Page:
On Friday, after work, I drive down to a “kermesse” in Connecticut. The traffic thickens on the Mass Pike; I bypass the Sturbridge Tolls and still arrive at the race site early with lots of time to kill. I start my warm-up with plenty of time before the start. The late afternoon sun beats down on me. It will be cooler by the time the race starts at 7PM and nearly dark by the time we finish.
I’m smug in my warm-up, on a trainer stationed by the back of my car. A trainer! I swore I’d never ride one of these again. But here I am. I spend 45 minutes pedaling at low heart rate and medium cadence. Spinning and taking my time for my legs to wake up. Getting older. It takes a long time to get things moving. Plus, I haven’t been on the bike since Tuesday night. Plus, I did a rollerski interval workout the night before. Plus I was in the car for an hour and a half. After some time, I’m sweating hard and a thought passes: all I’m doing is dehydrating myself. Another 30 minutes on the trainer. I slowly begin to ratchet up the gears and increase the intensity, the last few minutes just below race-pace heart rate. As I step off the trainer and swap over to my race wheels, the announcer is calling us to the line.
On the start line, I’m nervous for some reason. The course is being described at “technical” and I didn’t have a chance to recon it. Amateur error. I’m expecting it to be fast from the gun and balls out but it starts slow and I have plenty of time to settle in and get good view. The course is technical. Wide open, winding boulevards around the football stadium; no real corners or lines to follow. The peloton spreads wide across and bunches up hard when we hit the hairpin. Then we’re onto a footpath, a fraction of the width, the pack strung out two or three wide, gaps opening up all over the place.
It goes on like this for the hour. Some breaks go up the road but all come back. Guys are getting tired but I’m feeling better and better. I keep finding myself at the front with clear road in front of me or a gap up to the break, and when I do, I quickly slink off to the side and into anonymity.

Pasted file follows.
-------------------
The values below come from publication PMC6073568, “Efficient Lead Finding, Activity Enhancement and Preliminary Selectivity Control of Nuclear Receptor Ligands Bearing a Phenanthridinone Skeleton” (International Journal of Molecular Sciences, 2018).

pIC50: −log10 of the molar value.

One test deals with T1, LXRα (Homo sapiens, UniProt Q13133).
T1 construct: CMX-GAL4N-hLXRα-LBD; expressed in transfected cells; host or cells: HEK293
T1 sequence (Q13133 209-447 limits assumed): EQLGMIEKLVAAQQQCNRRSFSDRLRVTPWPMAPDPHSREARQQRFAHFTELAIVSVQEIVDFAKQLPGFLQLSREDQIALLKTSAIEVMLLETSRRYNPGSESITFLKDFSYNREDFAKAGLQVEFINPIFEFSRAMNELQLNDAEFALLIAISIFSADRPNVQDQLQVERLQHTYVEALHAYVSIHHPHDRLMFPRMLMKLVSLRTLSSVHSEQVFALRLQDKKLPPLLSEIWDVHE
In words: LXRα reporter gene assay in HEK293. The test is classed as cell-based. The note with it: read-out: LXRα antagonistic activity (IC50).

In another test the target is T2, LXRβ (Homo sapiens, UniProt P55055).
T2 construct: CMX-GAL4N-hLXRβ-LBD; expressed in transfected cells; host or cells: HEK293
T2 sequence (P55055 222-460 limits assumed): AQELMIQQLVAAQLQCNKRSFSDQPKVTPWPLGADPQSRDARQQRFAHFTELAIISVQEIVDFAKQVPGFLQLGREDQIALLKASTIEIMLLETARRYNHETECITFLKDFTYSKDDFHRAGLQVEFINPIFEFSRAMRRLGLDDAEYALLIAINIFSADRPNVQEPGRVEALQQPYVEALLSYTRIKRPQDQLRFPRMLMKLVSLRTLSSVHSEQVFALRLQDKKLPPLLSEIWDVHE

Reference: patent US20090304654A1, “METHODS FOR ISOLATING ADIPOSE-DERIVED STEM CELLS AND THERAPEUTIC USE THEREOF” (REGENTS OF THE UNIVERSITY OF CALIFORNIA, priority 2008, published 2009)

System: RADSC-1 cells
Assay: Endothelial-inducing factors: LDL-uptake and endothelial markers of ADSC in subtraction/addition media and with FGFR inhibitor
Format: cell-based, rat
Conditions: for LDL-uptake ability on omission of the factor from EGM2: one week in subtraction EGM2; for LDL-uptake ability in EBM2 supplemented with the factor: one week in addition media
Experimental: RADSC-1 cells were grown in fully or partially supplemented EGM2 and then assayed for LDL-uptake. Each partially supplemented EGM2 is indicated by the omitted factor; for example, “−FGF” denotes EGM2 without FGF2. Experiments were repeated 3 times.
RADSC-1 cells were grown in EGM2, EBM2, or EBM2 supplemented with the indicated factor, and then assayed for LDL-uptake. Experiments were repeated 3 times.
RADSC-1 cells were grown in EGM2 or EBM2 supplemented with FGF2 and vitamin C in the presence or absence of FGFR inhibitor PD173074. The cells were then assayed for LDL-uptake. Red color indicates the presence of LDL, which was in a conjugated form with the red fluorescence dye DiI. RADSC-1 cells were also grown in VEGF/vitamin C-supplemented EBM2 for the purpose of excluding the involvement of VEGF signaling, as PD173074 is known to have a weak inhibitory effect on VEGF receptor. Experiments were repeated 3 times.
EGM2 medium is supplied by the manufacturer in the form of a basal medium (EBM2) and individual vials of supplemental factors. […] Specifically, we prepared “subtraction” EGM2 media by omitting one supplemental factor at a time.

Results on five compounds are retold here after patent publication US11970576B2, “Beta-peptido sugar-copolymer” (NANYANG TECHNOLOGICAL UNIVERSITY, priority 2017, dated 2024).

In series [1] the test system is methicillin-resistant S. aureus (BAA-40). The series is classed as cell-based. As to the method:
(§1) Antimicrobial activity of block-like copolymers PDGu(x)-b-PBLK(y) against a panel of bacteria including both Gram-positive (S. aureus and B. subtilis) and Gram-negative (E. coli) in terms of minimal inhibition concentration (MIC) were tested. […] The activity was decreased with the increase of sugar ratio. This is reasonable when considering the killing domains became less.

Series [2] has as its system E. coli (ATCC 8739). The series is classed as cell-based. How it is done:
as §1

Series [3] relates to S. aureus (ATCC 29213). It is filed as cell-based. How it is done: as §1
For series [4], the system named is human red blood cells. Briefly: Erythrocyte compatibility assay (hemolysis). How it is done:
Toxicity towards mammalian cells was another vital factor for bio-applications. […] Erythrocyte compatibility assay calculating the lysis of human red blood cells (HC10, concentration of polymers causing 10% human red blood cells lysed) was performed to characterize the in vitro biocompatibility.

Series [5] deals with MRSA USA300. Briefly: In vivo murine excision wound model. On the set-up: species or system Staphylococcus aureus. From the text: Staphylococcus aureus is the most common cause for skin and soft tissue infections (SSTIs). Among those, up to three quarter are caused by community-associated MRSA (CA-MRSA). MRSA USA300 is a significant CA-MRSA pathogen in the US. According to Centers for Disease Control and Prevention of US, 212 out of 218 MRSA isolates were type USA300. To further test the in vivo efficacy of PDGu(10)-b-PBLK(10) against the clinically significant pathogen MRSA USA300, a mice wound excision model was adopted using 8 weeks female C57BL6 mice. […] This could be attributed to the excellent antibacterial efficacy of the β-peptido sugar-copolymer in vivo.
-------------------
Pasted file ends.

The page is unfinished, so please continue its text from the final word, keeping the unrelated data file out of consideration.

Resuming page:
With 2 laps to go, a few teams mass at the front the pace acclerates. It’s nearly dark now, just the faint afterglow peeking from behind the trees. After the first turn, a few riders tangle up on the right, quickly followed by the horrific sounds of pedals going into wheels, carbon fiber snapping and bodies thudding against the tarmac. I stay clear of the carnage. On the final lap, the field is stretched long and peeling apart. I put in a big effort to put myself into contention and spend too much energy in the process. The sprint winds up and I have nothing left but I manage a top-15 finish.
On the cool-down lap, I unzip my jersey and let the cool night air dry the sweat from my chest. There is still one rider on the ground from the crash, immobile, being attended by a race official. Off in the distance, the sound of sirens. I wonder about the rider for the rest of the lap and all the way back to my car. I never find out the extent of his injuries.
I change up quickly, wipe down with a towel soaked in ice water from the cooler, leaving it to linger on my face. On the drive home, my legs are sore, but not overly tired. I worked hard, but was never in difficulty. Later, when I look at my heart rate data, I’ll find that I reach peak heart rate of 181. It’s been a while since I’ve seen that on the bike. The speed is coming back and coming back fast.